1. “I’m sorry for coining the phrase ’Manic Pixie Dream Girl.’” In 2007, Nathan Rabin invented the term in a review. Then he watched in queasy disbelief as it seemed to take over pop culture.
“In the years since I wrote about the MPDG, I’ve been floored by how pervasive the trope has become. At first it was just a few scattered mentions in other critics’ reviews. Then Zooey Deschanel strummed a ukulele and became a Hollywood It girl and suddenly the MPDG was everywhere. During one particularly strange day in 2011, I read that Cameron Crowe (the man behind Elizabethtown, as well as Almost Famous and much else) was asked about the phrase and replied, ’I dig it…I keep thinking I’ll run into Nathan Rabin and we’ll have a great conversation about it.’ This blew my mind. I have been writing about pop culture for a long time but I could honestly not believe that Cameron Crowe knew my name and thought about meeting me someday. But the more the cultural myth of the Manic Pixie Dream Girl expanded, the more my ambivalence about it grew.”
2. “Pop Art By Robert Christgau: In It For The Art” The dean of American rock critics now had a column over at Billboard.
“As I troll through dozens of albums a week, the best of them many times, I almost always find a few more that change the way I perceive the world a little and tickle my pleasure receptors in a fresh way. I hear voices I’ve never encountered before. I reassess old ones. In short, I find new art. Sometimes I find it in the most calculated, apparently shallow studio concoctions. Sometimes I even find it in what my arrogant younger self would have dismissed as folk music.”
3. “HULK VS. JAMES BOND - DAY 2.” Part two of Film Crit Hulk’s look at the entire James Bond franchise.
“QUICK, YOU KNOW WHAT’S FUNNY? A COUPLE OF MINCING GAY STEREOTYPES POSING AS KILLERS WHO EMPLOY DOWNRIGHT INSANE METHODS OF ASSASSINATION! SO WHAT IF THE DECISION TO GO THIS WAY WITH THE CHARACTERS WAS TAKEN FROM A LINE FROM FELIX IN THE BOOK WHERE HE SAID THAT THIS TEAM OF KILLERS WAS PROBABLY HOMOSEXUAL (AND REMEMBER THAT IAN FLEMING HATED HOMOSEXUALS). SO HAMILTON DID THE ONLY NON-REASONABLE THING AND TURNED THEIR DASTARDLY KILLING WAYS INTO AN OVER-THE-TOP-CARTOONY-OFFENSIVE-BIT-OF-AWFULNESS. LOOK, SOMEWHERE OUT THERE HULK IS SURE THERE ARE PEOPLE WHO ENJOY THESE TWO HORRIBLE “CHARACTERS,” BUT THOSE PEOPLE ARE WEIRDOS. AND YEAH, THERE ARE PROBABLY SOME OF YOU WHO PREFER THIS BRAND OF “HONEST” RIDICULOUSNESS TO SOMETHING MORE INSIDIOUS. BUT AGAIN, HULK’S PROBLEM WITH THIS KIND OF STUFF IS THE WHOLE POPULAR MOVIE-GOING, INDULGENT ANGLE OF THIS SERIES. THE TONE OF THIS FILM IS OBVIOUS, DIRECT AND MEAN-SPIRITED. THEY ARE ABSOLUTELY THE TARGETS OF THE JOKE. AND AGAIN, THIS ISN’T JUST AN ANACHRONISTIC PRESENTATION OF OLD MOVIE VALUES. EVEN AT THAT TIME, IT DIDN’T GET CRAPPIER THAN HAVING TO SUFFER THROUGH THESE TWO.”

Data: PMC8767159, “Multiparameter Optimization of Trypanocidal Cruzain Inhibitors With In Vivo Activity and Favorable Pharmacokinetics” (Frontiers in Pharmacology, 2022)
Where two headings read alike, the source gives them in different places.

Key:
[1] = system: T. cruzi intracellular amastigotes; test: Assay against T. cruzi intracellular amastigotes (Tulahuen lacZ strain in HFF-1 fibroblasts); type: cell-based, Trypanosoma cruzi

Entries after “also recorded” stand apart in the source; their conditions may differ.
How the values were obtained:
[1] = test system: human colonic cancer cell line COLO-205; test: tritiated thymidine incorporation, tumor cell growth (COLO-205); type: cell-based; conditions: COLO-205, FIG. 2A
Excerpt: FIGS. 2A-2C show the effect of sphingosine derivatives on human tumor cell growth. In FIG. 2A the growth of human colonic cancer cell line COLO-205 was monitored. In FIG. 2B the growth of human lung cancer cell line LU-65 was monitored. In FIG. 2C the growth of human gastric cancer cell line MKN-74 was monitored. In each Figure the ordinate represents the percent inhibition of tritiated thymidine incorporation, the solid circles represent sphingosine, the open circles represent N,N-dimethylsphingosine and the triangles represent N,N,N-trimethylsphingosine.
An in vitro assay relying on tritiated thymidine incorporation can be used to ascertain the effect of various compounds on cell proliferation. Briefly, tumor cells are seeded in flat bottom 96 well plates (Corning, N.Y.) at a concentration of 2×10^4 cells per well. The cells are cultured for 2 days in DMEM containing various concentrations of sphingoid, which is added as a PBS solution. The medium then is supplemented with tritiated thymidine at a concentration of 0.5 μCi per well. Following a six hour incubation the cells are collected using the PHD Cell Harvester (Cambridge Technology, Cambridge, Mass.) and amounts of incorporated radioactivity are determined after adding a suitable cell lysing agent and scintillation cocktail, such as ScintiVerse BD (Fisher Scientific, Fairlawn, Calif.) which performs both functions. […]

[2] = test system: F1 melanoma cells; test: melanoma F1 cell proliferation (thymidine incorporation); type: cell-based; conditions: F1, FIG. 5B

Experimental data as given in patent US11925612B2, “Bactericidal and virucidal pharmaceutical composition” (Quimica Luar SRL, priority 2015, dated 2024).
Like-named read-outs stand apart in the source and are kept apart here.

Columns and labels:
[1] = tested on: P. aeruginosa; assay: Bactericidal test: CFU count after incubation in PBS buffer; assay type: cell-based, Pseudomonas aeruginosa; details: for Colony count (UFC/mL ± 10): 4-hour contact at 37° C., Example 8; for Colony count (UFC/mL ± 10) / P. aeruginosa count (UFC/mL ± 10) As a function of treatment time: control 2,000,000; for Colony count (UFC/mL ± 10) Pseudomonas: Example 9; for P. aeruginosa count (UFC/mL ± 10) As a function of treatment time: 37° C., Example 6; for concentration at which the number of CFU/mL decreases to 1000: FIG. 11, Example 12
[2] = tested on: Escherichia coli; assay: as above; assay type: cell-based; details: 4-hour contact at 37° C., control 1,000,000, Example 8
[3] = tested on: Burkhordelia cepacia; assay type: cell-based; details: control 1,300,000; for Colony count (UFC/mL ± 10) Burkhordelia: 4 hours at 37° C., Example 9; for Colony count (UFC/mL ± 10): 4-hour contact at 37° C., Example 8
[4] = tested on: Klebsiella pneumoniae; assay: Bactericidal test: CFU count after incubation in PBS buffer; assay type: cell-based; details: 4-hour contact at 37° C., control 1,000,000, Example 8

4. “Complacent Cowboys?” Sara Maria Vizcarrondo on how Phil Mulloy’s cowboy series refuses to “print the legend.”
“From Slim Pickin’s to Outrage!, Mulloy’s cowboy shorts repurpose the western hero for a more modern (arguably cynical) skew. While we expect big ideals from cowboys, like integrity and justice, Mulloy knows these expectations come independent of the cowboy’s loaded circumstances—as such they’re rather unfair expectations. The archetype lives in a fledgling civilization, and civilization is the thing Mulloy likes puncturing most. If the Wild West is in constant transformation—what philosophers call ’becoming’—what can complacency-craving nomads do? Comfort is their favorite reward, and the first thing they’ll disrespect, but still they thirst for it; they are in the desert after all.”
5. “Mourning the National Phallus.” For The Huffington Post, Slant contributor Diego Semerene ponders what is left of Brazilian identity without soccer.
“The first time I saw my father cry was on June 21, 1986, the day France eliminated Brazil from the World Cup in a dramatic penalty shootout. At that moment my father granted himself the right to weep before his children, as if to teach us the absolute enormity of the loss: In a catastrophe such as this, even a grown man is allowed to cry. His weeping, filled with both embarrassment and relief, was also a kind of retching. The crying of the Brazilian father, allowed, even if discretely, every four years in case of a World Cup loss, can be quite the temporal marker, as well as a chance for certain men to excrete whatever else was stuck in their throats while they’re at it. In this performance of paternal failure (a father putting his soccer jersey to rest), it became obvious to me that Brazil’s dependence on the belief that its soccer team is an invincible enterprise, despite all signs to the contrary, is nothing short of pathological.”
Video of the Day: Hillary Clinton stops by The Daily Show: